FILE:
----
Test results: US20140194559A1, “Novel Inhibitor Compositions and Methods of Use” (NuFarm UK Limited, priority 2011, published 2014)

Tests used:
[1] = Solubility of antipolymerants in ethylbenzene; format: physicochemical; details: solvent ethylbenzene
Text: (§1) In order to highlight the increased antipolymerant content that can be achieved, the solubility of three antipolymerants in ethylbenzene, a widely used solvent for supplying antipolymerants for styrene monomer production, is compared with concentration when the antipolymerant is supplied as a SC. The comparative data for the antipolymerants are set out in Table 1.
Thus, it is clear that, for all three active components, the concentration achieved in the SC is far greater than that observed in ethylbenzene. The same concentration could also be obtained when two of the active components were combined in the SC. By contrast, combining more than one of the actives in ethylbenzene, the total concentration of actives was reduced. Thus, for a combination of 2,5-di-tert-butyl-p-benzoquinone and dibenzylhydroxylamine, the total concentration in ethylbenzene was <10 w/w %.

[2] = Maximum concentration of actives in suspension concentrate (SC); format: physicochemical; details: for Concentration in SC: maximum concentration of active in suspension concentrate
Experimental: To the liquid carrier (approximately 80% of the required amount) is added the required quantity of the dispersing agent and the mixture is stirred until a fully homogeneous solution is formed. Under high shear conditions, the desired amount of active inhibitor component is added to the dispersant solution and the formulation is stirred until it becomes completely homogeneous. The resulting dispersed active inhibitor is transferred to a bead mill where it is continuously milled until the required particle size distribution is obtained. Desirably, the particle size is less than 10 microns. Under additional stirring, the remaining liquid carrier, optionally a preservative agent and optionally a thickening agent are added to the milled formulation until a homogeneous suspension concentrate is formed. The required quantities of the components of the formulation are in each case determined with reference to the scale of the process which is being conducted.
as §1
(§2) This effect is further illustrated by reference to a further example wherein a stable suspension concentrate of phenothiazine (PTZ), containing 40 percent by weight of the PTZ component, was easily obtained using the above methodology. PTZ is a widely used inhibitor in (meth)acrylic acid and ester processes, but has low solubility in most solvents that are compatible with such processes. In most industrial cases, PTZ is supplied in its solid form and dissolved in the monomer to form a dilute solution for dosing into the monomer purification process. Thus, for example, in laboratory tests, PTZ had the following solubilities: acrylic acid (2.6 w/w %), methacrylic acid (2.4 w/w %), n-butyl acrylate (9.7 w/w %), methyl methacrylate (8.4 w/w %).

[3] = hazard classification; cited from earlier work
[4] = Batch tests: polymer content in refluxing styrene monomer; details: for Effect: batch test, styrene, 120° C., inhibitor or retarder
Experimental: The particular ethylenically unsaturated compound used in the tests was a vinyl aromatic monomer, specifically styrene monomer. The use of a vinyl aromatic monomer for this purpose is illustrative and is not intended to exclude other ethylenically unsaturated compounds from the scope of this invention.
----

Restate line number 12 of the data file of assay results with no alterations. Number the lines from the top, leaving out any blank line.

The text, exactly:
Experimental: The particular ethylenically unsaturated compound used in the tests was a vinyl aromatic monomer, specifically styrene monomer. The use of a vinyl aromatic monomer for this purpose is illustrative and is not intended to exclude other ethylenically unsaturated compounds from the scope of this invention.